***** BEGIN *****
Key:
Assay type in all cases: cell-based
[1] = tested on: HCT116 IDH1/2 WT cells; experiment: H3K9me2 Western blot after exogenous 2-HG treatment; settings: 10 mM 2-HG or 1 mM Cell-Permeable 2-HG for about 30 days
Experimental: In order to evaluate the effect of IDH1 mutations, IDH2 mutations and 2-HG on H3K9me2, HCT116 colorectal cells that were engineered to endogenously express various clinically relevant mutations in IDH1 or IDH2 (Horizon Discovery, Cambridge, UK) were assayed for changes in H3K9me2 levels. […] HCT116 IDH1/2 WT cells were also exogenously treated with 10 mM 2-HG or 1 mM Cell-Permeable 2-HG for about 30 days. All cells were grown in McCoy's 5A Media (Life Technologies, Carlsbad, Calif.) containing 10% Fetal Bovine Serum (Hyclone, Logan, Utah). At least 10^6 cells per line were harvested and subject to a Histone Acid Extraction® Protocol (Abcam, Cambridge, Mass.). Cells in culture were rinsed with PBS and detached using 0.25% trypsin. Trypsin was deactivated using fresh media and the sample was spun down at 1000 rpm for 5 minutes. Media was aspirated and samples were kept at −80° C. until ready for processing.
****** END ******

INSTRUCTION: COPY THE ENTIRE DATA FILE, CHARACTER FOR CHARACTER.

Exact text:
Key:
Assay type in all cases: cell-based
[1] = tested on: HCT116 IDH1/2 WT cells; experiment: H3K9me2 Western blot after exogenous 2-HG treatment; settings: 10 mM 2-HG or 1 mM Cell-Permeable 2-HG for about 30 days
Experimental: In order to evaluate the effect of IDH1 mutations, IDH2 mutations and 2-HG on H3K9me2, HCT116 colorectal cells that were engineered to endogenously express various clinically relevant mutations in IDH1 or IDH2 (Horizon Discovery, Cambridge, UK) were assayed for changes in H3K9me2 levels. […] HCT116 IDH1/2 WT cells were also exogenously treated with 10 mM 2-HG or 1 mM Cell-Permeable 2-HG for about 30 days. All cells were grown in McCoy's 5A Media (Life Technologies, Carlsbad, Calif.) containing 10% Fetal Bovine Serum (Hyclone, Logan, Utah). At least 10^6 cells per line were harvested and subject to a Histone Acid Extraction® Protocol (Abcam, Cambridge, Mass.). Cells in culture were rinsed with PBS and detached using 0.25% trypsin. Trypsin was deactivated using fresh media and the sample was spun down at 1000 rpm for 5 minutes. Media was aspirated and samples were kept at −80° C. until ready for processing.